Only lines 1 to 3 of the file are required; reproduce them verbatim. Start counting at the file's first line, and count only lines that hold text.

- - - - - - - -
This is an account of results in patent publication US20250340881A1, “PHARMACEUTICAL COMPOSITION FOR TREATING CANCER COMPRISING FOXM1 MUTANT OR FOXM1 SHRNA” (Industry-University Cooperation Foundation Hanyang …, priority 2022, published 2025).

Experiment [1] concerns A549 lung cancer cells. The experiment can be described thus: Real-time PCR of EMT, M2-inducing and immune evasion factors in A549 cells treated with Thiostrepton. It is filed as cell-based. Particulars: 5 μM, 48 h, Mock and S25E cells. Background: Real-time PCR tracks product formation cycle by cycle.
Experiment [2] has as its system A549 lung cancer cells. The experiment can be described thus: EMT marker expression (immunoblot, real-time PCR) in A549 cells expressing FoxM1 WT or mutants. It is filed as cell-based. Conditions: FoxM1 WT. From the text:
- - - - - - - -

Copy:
This is an account of results in patent publication US20250340881A1, “PHARMACEUTICAL COMPOSITION FOR TREATING CANCER COMPRISING FOXM1 MUTANT OR FOXM1 SHRNA” (Industry-University Cooperation Foundation Hanyang …, priority 2022, published 2025).

Experiment [1] concerns A549 lung cancer cells. The experiment can be described thus: Real-time PCR of EMT, M2-inducing and immune evasion factors in A549 cells treated with Thiostrepton. It is filed as cell-based. Particulars: 5 μM, 48 h, Mock and S25E cells. Background: Real-time PCR tracks product formation cycle by cycle.
Experiment [2] has as its system A549 lung cancer cells. The experiment can be described thus: EMT marker expression (immunoblot, real-time PCR) in A549 cells expressing FoxM1 WT or mutants. It is filed as cell-based. Conditions: FoxM1 WT. From the text: